Why is everyone in such a rush? Are we really all that busy? I believe the pandemic exposed the truth about that. Over the past three years, we’ve discovered that a lot of people don’t do much of anything except dance on TikTok. Yet, for some reason, we still demand that everything be delivered to us instantly. Food, clothing, movies, music. NOW! What if daily life could slow down just a bit? What sort of impact might that have on us as humans?
In 2019, a supermarket chain in the Netherlands called Jumbo opened its first Kletskassa, or “chat checkout.” Basically, it’s a slow checkout lane, which to most Americans probably sounds like the stuff of nightmares. According to My Modern Met, the idea was to offer customers who aren’t in such a hurry a slower lane where conversation is actually encouraged. Real human interaction. Imagine that.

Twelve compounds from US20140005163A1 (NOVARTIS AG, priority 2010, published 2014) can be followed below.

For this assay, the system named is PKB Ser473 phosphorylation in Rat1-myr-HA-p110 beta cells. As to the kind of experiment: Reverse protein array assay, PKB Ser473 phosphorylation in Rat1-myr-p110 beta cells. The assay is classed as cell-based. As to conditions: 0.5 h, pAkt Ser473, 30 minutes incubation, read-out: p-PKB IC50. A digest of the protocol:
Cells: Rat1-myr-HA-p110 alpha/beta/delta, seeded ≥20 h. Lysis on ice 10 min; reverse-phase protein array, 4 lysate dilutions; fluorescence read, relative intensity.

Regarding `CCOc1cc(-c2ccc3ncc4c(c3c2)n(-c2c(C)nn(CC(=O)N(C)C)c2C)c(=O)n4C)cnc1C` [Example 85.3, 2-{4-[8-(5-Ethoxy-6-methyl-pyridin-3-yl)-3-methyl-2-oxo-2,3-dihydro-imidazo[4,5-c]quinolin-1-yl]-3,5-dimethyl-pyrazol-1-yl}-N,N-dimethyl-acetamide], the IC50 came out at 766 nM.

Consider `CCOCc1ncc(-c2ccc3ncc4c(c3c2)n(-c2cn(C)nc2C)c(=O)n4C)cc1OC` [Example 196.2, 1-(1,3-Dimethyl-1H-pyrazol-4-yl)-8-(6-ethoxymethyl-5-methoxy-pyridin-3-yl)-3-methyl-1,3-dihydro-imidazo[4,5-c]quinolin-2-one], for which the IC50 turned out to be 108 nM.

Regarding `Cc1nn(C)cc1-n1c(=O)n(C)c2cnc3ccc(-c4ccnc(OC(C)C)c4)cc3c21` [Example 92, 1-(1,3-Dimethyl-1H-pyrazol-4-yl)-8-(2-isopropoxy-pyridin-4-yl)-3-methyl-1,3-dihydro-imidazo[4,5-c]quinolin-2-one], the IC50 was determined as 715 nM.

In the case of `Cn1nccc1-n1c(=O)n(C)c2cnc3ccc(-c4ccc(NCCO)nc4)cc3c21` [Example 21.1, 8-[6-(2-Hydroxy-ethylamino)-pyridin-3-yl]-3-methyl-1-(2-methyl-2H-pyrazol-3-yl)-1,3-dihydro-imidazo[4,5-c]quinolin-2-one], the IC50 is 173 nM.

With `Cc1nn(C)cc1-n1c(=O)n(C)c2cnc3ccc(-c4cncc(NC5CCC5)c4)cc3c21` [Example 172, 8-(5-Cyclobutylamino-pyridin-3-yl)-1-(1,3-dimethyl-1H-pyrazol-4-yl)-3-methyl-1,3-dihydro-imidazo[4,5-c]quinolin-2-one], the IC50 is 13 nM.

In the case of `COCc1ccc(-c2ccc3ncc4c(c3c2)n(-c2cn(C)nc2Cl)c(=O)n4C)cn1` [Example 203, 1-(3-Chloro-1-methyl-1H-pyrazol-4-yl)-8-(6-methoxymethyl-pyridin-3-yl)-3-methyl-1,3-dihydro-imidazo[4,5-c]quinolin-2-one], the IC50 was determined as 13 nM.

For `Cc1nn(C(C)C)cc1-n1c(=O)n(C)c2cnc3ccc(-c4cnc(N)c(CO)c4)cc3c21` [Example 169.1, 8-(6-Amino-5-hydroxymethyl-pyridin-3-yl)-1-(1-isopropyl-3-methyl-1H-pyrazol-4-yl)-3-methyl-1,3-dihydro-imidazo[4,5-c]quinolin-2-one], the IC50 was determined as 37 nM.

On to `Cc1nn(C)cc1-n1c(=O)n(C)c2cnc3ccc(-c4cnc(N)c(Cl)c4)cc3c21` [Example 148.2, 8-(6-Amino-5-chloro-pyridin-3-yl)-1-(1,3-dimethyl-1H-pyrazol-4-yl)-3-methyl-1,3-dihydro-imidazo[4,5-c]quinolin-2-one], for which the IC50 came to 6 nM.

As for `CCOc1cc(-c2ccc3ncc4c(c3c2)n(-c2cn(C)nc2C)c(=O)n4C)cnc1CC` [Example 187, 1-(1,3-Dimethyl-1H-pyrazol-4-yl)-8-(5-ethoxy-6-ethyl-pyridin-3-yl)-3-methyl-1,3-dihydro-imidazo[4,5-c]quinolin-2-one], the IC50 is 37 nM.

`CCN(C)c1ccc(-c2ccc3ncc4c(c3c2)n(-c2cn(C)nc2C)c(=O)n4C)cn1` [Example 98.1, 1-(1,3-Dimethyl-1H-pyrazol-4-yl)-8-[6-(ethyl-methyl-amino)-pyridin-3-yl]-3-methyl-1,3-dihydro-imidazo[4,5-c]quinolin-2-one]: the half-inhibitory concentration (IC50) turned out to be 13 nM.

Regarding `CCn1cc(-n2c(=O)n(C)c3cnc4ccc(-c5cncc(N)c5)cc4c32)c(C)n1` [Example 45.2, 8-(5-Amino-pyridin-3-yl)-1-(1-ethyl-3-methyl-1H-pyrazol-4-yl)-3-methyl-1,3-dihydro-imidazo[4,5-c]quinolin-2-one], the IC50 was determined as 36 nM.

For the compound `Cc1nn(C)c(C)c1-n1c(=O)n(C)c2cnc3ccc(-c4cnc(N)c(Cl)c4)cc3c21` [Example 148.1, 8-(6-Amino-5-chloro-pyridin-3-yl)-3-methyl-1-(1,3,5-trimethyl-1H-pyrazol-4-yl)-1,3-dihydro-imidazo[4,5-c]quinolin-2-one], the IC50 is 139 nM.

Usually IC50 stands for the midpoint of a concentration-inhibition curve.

The whole idea stems from the Dutch government’s One Against Loneliness campaign. There are 1.3 million adults over the age of 75 in the Netherlands, and 33% of them say they feel at least moderately lonely, according to Statistics Netherlands. The hope was that by offering people a chance to slow down and exchange a few pleasant words with another person in the supermarket, some of that loneliness might fall away. And it seems to be working.
Jumbo received positive feedback about the Kletskassa, and so in September 2021 they pledged to install them nationwide. The retailer plans to open slow checkout lanes in at least 200 of its more than 700 locations, targeting areas particularly affected by loneliness.
What do you think? Would something like this work in America? I have no doubt that a lot of people, and not just the elderly, would appreciate a little more humanity in their day. Besides, there’s always a problem with the scanners at the self-checkout, am I right?